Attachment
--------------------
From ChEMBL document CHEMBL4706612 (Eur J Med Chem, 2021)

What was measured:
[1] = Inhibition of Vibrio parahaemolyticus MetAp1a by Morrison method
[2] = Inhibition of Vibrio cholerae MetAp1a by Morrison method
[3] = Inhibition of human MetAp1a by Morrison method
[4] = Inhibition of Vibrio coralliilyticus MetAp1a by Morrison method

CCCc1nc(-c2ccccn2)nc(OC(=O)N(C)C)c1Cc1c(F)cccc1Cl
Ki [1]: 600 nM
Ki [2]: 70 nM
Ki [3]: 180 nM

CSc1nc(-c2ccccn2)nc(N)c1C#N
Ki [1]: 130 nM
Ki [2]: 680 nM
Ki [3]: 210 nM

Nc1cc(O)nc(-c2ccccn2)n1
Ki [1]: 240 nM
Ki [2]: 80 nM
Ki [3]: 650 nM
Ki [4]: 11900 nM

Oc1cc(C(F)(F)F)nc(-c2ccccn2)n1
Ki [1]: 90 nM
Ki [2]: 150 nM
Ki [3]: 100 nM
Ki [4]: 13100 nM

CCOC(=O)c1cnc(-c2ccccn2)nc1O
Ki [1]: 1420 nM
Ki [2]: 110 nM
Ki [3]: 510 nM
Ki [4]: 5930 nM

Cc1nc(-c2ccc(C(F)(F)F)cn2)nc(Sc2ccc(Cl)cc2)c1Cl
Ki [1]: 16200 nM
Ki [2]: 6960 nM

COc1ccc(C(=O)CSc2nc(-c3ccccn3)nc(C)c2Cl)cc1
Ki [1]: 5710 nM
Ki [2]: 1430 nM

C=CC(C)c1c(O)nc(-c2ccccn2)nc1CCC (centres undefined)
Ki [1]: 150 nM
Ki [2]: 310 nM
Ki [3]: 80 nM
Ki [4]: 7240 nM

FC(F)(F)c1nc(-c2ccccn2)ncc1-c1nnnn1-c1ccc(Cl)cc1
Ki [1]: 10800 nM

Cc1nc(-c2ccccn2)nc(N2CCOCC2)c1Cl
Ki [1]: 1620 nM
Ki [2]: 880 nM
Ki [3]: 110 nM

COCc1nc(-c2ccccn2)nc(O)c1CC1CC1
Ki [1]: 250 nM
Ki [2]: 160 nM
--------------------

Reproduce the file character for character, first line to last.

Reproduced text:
From ChEMBL document CHEMBL4706612 (Eur J Med Chem, 2021)

What was measured:
[1] = Inhibition of Vibrio parahaemolyticus MetAp1a by Morrison method
[2] = Inhibition of Vibrio cholerae MetAp1a by Morrison method
[3] = Inhibition of human MetAp1a by Morrison method
[4] = Inhibition of Vibrio coralliilyticus MetAp1a by Morrison method

CCCc1nc(-c2ccccn2)nc(OC(=O)N(C)C)c1Cc1c(F)cccc1Cl
Ki [1]: 600 nM
Ki [2]: 70 nM
Ki [3]: 180 nM

CSc1nc(-c2ccccn2)nc(N)c1C#N
Ki [1]: 130 nM
Ki [2]: 680 nM
Ki [3]: 210 nM

Nc1cc(O)nc(-c2ccccn2)n1
Ki [1]: 240 nM
Ki [2]: 80 nM
Ki [3]: 650 nM
Ki [4]: 11900 nM

Oc1cc(C(F)(F)F)nc(-c2ccccn2)n1
Ki [1]: 90 nM
Ki [2]: 150 nM
Ki [3]: 100 nM
Ki [4]: 13100 nM

CCOC(=O)c1cnc(-c2ccccn2)nc1O
Ki [1]: 1420 nM
Ki [2]: 110 nM
Ki [3]: 510 nM
Ki [4]: 5930 nM

Cc1nc(-c2ccc(C(F)(F)F)cn2)nc(Sc2ccc(Cl)cc2)c1Cl
Ki [1]: 16200 nM
Ki [2]: 6960 nM

COc1ccc(C(=O)CSc2nc(-c3ccccn3)nc(C)c2Cl)cc1
Ki [1]: 5710 nM
Ki [2]: 1430 nM

C=CC(C)c1c(O)nc(-c2ccccn2)nc1CCC (centres undefined)
Ki [1]: 150 nM
Ki [2]: 310 nM
Ki [3]: 80 nM
Ki [4]: 7240 nM

FC(F)(F)c1nc(-c2ccccn2)ncc1-c1nnnn1-c1ccc(Cl)cc1
Ki [1]: 10800 nM

Cc1nc(-c2ccccn2)nc(N2CCOCC2)c1Cl
Ki [1]: 1620 nM
Ki [2]: 880 nM
Ki [3]: 110 nM

COCc1nc(-c2ccccn2)nc(O)c1CC1CC1
Ki [1]: 250 nM
Ki [2]: 160 nM